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Want to Learn Sign Language? Read this first.

Want to Learn Sign Language? Read this first.

Consistently, “learn sign language” is the top search term that sends internet users to International Language Center’s website. It’s no secret that St. Louis is home to a large Deaf and Hard of hearing population. The resources are many, but always, qualified American Sign Language interpreters are in demand in the St. Louis metro area. In response to the popular search term, ILC set out to answer a nagging question: Why do people want to learn sign language? There are many benefits of knowing sign language, and individuals use sign language for many reasons. With the help of a month-long survey and an interview with a local sign language interpreter, we set out to answer that question.

The question, you might guess, is not a simple one. Before you learn sign language, it’s important to familiarize yourself with the vast and complex Deaf and Hard of hearing cultures. Sign language exists on a wide spectrum, from American Sign Language (ASL) to lip reading (ORAL), deaf-blind interpreting (TACTILE) and more. The needs of a Deaf or Hard of hearing individual depends heavily on that individual’s background and upbringing, said Charlene Edwards, a Master Level sign language interpreter for Missouri and Illinois and child of deaf adults (CODA).

The Deaf and Hard of hearing communities in the St. Louis metro area are themselves split. On the Missouri side of the river, the Oral Deaf community is dominant. This is because, historically speaking, children who were Deaf of Hard of hearing generally learned to lipread, as opposed to communicate via sign language, said Edwards. On the Illinois side of the river is a strong ASL community, where children more commonly attended Deaf schools and learned to communicate via ASL.

American Sign Language is the fourth most common language in the United States, according to the National Institute on Deafness and Other Communication Disorders (NIDCD). The majority of our survey respondents (over 70%) said they want to learn sign language to be able to communicate with people who are Deaf or Hard of hearing. Others said they wanted to learn sign language to communicate with a non-verbal autistic child and to better interact with others in a town with a Deaf school.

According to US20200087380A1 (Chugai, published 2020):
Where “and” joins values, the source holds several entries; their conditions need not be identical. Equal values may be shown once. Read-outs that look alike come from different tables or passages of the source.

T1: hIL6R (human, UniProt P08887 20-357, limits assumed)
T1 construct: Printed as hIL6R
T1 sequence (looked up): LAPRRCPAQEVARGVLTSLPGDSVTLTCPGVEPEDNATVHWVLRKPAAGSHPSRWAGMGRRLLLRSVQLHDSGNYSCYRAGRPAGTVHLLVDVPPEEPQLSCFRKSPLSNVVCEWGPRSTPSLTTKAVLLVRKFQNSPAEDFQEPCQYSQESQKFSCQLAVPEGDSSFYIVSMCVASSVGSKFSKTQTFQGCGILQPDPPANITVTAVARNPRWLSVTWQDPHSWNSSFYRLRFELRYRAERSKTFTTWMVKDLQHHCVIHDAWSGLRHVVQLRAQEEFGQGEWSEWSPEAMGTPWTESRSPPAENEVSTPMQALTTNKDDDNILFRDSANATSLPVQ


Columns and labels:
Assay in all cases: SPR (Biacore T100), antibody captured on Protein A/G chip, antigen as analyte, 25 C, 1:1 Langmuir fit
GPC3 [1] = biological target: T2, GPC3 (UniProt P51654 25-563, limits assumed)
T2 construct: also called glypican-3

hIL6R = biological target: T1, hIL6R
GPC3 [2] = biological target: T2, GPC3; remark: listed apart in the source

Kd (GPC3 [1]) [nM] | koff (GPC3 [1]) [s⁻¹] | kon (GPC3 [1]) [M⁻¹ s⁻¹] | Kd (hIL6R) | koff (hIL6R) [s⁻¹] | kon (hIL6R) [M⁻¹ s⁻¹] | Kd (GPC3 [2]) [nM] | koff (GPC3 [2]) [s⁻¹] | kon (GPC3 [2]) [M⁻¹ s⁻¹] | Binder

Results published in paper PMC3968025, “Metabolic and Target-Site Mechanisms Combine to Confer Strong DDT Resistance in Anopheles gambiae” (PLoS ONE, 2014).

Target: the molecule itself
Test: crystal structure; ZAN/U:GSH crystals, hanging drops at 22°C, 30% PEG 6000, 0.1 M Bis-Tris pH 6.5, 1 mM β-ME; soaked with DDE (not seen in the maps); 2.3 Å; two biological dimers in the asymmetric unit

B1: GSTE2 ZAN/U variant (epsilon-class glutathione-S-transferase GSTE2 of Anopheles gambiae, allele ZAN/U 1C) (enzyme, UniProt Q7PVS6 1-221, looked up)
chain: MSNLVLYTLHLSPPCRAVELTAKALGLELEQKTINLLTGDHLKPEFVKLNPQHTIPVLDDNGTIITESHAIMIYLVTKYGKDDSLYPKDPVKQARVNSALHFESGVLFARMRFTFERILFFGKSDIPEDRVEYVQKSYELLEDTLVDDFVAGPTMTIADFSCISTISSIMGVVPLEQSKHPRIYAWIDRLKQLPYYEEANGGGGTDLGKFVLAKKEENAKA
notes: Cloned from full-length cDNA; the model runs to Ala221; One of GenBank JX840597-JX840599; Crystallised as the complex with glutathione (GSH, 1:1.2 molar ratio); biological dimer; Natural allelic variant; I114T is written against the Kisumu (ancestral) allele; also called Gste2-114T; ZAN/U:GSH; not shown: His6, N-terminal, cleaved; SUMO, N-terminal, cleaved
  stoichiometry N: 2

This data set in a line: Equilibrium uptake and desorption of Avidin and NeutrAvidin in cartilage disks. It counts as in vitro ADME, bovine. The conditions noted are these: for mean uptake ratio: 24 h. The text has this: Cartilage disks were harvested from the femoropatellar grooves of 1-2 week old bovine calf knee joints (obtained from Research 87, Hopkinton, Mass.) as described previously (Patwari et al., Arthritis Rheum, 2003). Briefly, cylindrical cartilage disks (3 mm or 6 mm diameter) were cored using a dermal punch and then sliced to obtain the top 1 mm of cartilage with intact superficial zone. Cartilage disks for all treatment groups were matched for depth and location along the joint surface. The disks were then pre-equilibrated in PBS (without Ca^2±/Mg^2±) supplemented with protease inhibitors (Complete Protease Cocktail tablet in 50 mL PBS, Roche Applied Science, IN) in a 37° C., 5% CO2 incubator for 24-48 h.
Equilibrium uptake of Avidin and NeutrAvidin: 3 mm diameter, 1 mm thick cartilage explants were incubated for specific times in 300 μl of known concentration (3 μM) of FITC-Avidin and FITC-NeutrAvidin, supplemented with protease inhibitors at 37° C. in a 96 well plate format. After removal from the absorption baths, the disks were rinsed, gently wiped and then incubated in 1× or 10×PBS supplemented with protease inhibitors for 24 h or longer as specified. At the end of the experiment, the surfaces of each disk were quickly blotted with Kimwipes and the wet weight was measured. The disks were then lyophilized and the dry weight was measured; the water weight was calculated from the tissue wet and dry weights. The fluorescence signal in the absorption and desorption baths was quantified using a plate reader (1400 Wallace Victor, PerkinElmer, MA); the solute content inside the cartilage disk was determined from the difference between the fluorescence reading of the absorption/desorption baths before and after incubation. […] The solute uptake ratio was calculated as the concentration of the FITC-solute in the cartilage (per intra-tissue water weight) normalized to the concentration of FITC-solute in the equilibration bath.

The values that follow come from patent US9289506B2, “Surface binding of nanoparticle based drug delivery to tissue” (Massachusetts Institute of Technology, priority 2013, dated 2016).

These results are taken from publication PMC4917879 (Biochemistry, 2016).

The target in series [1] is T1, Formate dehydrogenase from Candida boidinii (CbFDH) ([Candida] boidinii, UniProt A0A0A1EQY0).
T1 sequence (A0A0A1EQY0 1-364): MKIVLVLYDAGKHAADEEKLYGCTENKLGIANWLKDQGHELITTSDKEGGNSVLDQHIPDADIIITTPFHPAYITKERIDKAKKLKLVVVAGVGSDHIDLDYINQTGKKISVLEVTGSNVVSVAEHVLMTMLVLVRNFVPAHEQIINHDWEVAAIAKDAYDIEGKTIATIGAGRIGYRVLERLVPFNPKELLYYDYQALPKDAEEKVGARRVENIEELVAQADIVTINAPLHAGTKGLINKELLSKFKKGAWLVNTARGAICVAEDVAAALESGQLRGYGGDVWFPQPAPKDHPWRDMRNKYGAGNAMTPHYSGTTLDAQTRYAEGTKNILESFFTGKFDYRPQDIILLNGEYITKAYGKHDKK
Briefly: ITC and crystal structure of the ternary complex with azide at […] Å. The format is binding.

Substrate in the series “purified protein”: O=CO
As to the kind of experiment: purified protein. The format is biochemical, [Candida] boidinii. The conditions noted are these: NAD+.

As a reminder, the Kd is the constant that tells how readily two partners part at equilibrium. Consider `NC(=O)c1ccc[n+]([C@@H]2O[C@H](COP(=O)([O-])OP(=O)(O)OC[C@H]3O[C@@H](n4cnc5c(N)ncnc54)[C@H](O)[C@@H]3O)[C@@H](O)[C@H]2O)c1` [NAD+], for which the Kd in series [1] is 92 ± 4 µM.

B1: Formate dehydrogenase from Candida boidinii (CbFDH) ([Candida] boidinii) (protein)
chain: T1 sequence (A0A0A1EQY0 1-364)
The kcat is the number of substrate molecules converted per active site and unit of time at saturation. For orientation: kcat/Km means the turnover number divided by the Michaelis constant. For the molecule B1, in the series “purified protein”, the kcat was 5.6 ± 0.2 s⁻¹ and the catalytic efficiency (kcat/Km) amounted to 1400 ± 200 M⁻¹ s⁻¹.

Edwards, in her work as a sign language interpreter, points to a fascination with ASL, Deaf culture and linguistics as a top reason why people might want to learn sign language. Others study to become sign language interpreters because they have grown up with Deaf friends.

Edwards’ own motivation for learning sign language is obvious: she is a child of deaf parents.

“Though I am hearing, I have a very rich history in the Deaf world,” said Edwards. She has fond memories as a little girl communicating with her mother. “I cherished our ‘secret language’ that no one knew!” she said.

Today, because of her upbringing and continued training, Edwards counts ASL as her first language and English as her second.

“I am of 2 worlds,” she said, “the Hearing and the Deaf. I associate to date with those of the core Deaf community and secondary, the hearing world.”

As Edwards can attest, qualified American Sign Language interpreters fill a wide variety of needs. Edwards works as a contract-based sign language interpreter full time, and helps FEMA for disaster work nationwide. She also assists for recovery programs and church services.

Still, she cannot fill every request that comes her way.

“There is a high demand for interpreters now and agencies cannot fulfill the requests,” she said.

While Missouri and Illinois both have 5 levels of interpreters, not all states have certified or licensed interpreters. Depending on your motivation to learn sign language, it’s important to know your state’s guidelines.

Edwards’ advice: The first step to learning sign language is knowing basic signs and getting involved in the local Deaf community. Understanding the culture of the community is paramount. To learn more about the Deaf community in St. Louis, check out https://www.deafinc.org/ and the Missouri Commission for the Deaf and Hard of Hearing’s resources here.

Sign language is not simply an art form to be admired; it is a language. Before you launch into a sign language course, ask yourself why you want to learn Sign Language. Be specific. Then, with your goal as your guide, use the resources above to help make it happen.

At International Language Center, we are happy to answer any specific questions about sign language you have. Feel free to call us with questions or suggest a class!

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